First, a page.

A beginner’s guide to heavy lifting


Lifting weights should be part of the workout routine, whether they’re training for health or cosmetic reasons.

Studies have shown that strength training has several benefits for women, including improving body composition, building lean muscle, decreasing body fat, increasing flexibility, and decreasing risk osteoporosis later in life. Incorporating heavy lifting can be beneficial simply for mental stimulation as a change of pace from typical training.

Training with heavy weights has been shown to boost self-esteem. Strength training can also help with anxiety, depression, and happiness. Although it can sometimes be difficult to motivate yourself to hit the gym, the benefits far outweigh the difficulties.

Everyone knows exercise helps burn more calories, but a regular weight training program can help burn more calories without being in the gym. We get an “after burn”, that is to say when the body continues to burn calories after a training session. Strength training also helps build muscle. Without exercise, increasing muscle mass increases the number of calories an individual burns per day.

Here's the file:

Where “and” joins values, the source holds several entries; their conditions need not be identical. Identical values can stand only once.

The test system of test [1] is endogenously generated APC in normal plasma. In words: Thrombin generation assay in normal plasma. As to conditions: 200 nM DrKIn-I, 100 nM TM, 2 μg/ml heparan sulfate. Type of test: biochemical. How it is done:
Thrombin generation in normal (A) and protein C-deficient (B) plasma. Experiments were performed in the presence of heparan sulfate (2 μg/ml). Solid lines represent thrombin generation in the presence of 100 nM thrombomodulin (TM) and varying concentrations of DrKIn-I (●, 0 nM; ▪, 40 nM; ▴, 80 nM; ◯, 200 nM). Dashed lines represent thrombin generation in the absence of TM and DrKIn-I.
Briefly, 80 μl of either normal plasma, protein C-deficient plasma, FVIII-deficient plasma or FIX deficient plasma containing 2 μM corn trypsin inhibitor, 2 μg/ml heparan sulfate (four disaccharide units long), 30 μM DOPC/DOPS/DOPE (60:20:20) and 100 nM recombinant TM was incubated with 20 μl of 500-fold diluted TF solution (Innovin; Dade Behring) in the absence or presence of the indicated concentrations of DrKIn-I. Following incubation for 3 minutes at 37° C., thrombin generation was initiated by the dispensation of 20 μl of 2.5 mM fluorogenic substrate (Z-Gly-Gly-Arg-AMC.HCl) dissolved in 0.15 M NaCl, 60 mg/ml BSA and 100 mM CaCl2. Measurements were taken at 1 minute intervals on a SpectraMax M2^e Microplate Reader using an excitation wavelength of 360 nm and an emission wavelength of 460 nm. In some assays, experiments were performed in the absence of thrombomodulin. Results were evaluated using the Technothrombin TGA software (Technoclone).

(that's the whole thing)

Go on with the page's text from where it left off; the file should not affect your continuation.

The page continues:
Lifting heavy objects increases the development of many hormones, including IGF-1, which helps stimulate brain connections and improve cognitive function. Leg strength has been shown to be positively associated with stronger minds that are less susceptible to the negative effects of aging.

Resistance training with your own body weight or free weights builds more than muscle. It also helps strengthen bones and connective tissues. This increased strength and stability will help prevent injury and maintain a strong body. It can also help relieve symptoms of many conditions, including back pain, arthritis, fibromyalgia, and chronic pain.

To provide variety, avoid plateaus, and reduce the risk of injury, resistance training programs should include a mix of intensities.


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